HGTV is one of the few networks taking a risk by debuting a new series during the Olympics, but at least it’s an offshoot of an existing hit: “HGTV Design Star All Stars.”
But it’s an oddly modest effort. It only features six past contestants and debuts a week after the finale of season seven. Why only six and why so soon after the regular “HGTV Design Star” just ended?
In an interview last week, Atlanta interior designer and HGTV judge Vern Yip didn’t have an answer for either question because these were decisions made above him. And the winner doesn’t get a very big prize: $25,000 and a guest spot on another HGTV show. There are no guarantees of their own show like the winners of “HGTV Design Star” – just publicity to perhaps boost their own interior design businesses.
Here are Yip’s thoughts on the six contestants:
Hilari Younger (season seven, third place): Wait — didn’t we just see her? Yes. In fact, I thought early on she would win but instead, she ended up in third. “It became pretty evident the further we were in the competition, she was somebody who had a really unique and special combination of talent and personality. She really feels comfortable being herself on camera. That’s invaluable. She is really funny.”
Kellie Clements (season six, fan favorite, fourth place): “The fans embraced her for good reason. She’s a really nice person. She has a lot of talent. She brings a perspective of being a mom.”
Leslie Ezelle (season six, sixth place): “She has a unique perspective. She’s an ex-Dallas Cowboy cheerleader, a breast cancer survivor and mom. It sharpens and hones her design skills.”
Dan Vickery (season four, runner up): “He came in second. It was a close battle between him and Antonio [the winner that season.] He came back with a lot to prove. He’s a super talented guy who has grown a lot.”
Tom Vecchione (season five, sixth place): “He’s a world-class architect. He works on major skyscrapers all over the world.”
“Sparkle” Josh (season two, fifth place): “Nobody is like him. He’s unique.”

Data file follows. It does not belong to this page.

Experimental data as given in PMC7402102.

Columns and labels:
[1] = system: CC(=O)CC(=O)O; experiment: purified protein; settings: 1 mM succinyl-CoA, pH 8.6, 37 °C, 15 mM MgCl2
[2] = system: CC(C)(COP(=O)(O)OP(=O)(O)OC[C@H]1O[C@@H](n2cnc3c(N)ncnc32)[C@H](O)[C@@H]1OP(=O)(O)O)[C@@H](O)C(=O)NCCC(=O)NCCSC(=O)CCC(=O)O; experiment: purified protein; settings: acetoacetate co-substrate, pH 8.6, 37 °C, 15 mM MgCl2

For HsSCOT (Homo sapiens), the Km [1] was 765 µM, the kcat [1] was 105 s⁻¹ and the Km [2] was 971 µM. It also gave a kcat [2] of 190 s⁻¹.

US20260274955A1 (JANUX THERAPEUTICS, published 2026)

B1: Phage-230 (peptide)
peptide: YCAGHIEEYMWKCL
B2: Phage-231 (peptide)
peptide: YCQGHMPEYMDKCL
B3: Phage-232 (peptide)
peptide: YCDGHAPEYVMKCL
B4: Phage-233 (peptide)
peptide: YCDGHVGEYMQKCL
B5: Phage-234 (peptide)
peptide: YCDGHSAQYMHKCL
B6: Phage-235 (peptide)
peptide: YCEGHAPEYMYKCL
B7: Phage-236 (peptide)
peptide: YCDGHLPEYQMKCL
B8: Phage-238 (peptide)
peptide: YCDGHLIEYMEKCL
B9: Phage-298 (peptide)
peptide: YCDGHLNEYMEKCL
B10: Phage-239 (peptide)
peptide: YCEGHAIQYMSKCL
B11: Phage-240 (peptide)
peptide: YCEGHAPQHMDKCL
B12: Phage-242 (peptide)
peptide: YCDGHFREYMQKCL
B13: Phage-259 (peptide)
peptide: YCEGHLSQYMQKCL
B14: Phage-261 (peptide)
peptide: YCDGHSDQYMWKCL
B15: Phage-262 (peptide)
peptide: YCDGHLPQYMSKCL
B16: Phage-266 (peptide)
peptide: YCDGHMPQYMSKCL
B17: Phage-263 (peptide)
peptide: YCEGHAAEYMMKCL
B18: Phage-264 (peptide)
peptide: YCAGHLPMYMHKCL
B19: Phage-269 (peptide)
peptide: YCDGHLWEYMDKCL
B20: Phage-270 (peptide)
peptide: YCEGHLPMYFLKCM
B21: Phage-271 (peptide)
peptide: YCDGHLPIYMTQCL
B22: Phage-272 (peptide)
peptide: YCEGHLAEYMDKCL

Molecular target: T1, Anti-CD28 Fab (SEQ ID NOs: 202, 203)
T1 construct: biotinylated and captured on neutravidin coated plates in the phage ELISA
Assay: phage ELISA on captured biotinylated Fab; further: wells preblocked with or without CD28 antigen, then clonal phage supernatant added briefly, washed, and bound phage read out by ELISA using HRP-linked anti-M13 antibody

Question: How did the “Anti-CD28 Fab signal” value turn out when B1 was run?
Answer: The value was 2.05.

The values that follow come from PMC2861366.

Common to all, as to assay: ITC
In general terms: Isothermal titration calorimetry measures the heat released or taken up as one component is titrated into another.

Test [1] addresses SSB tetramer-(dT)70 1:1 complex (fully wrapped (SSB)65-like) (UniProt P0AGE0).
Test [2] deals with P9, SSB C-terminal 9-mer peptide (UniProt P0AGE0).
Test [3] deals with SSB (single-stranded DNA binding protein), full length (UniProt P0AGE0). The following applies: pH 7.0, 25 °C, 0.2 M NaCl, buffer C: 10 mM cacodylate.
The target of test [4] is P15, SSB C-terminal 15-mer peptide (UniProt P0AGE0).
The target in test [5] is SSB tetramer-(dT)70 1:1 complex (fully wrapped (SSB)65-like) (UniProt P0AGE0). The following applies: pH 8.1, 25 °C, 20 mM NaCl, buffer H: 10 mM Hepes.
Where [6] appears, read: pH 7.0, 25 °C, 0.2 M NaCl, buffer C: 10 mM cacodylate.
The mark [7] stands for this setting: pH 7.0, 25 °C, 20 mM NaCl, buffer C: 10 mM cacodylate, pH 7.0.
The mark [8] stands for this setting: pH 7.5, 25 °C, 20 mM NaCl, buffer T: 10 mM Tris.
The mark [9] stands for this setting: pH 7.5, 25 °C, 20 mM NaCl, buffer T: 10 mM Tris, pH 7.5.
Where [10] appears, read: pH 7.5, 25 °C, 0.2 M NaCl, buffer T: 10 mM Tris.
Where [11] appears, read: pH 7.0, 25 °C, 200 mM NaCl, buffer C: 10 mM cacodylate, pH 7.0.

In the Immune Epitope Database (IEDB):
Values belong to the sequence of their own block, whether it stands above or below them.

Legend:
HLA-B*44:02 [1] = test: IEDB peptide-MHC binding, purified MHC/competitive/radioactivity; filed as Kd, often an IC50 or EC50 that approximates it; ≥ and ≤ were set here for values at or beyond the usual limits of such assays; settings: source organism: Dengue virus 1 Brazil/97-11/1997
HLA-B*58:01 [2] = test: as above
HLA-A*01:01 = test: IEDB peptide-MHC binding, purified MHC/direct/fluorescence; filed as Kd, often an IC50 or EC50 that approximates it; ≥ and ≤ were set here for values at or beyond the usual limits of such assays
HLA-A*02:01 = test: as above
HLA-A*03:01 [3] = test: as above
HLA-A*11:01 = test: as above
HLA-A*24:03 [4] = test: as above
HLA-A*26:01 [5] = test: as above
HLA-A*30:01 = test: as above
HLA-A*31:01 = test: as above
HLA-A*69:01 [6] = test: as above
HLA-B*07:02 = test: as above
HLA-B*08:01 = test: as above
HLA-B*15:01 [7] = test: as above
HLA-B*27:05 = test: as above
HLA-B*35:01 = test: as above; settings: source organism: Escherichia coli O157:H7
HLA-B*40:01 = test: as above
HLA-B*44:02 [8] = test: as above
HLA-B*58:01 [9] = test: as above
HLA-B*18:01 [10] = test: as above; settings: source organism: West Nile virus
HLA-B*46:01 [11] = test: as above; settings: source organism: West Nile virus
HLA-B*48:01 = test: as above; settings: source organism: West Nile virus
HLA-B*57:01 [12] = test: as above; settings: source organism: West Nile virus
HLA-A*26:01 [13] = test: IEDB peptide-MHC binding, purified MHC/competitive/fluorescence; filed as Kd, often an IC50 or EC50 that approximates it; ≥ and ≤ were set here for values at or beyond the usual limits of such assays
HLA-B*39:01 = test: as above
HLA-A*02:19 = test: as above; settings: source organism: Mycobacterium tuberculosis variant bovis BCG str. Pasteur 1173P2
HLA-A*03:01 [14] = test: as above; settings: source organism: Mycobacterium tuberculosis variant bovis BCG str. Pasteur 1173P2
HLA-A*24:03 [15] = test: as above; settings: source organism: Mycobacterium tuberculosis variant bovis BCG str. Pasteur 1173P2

“I loved having the opportunity to see their faces again,” Yip said. “I call it the Olympics of design.”
As for competing with that event, he noted, “I love the Olympics for sure. At the same time, there’s only so much Olympics I can watch. I want to watch something else. This is a great alternative!”
He said he was tougher as a judge because the standards were higher. “We’re definitely judging them as all stars.”
As for the previous season that just concluded last week, Yip seemed to be a little kinder than previous years. He said it was probably because the designs were simply better. “You look at the top four and it was anybody’s game. You’re splitting hairs,” he said.
Winner Danielle Colding provided HGTV a perspective they didn’t already have, he said. “She’s a major smarty pants,” he said. “She’s so travelled. That combination gave her a wonderful edge compared to other young designers.”
While she had trouble finishing challenges early on, she improved on her time management toward the end. “She was always her toughest critic,” Yip said. “Most great designers really are. We just saw her grow tremendously and improve. She excelled when she was able to express her individual point of view vs. a team setting.” Colding is guaranteed at least a pilot of a show.
Kind of like Kelly Clarkson on “Idol,” David Bromstead is the first winner and the most famous winner to date. As a result, he is now a mentor on the show. The season six winner Meg Caswell’s show “Meg’s Great Rooms” is already in its second season.
Yip is like the Randy Jackson of “Design Star.” He’s the only judge who has lasted the entire series. “I just feel old,” he said jokingly during the first episode.
“HGTV Design Star All Stars”
Tuesdays, 9 p.m. HGTV
By Rodney Ho, Radio & TV Talk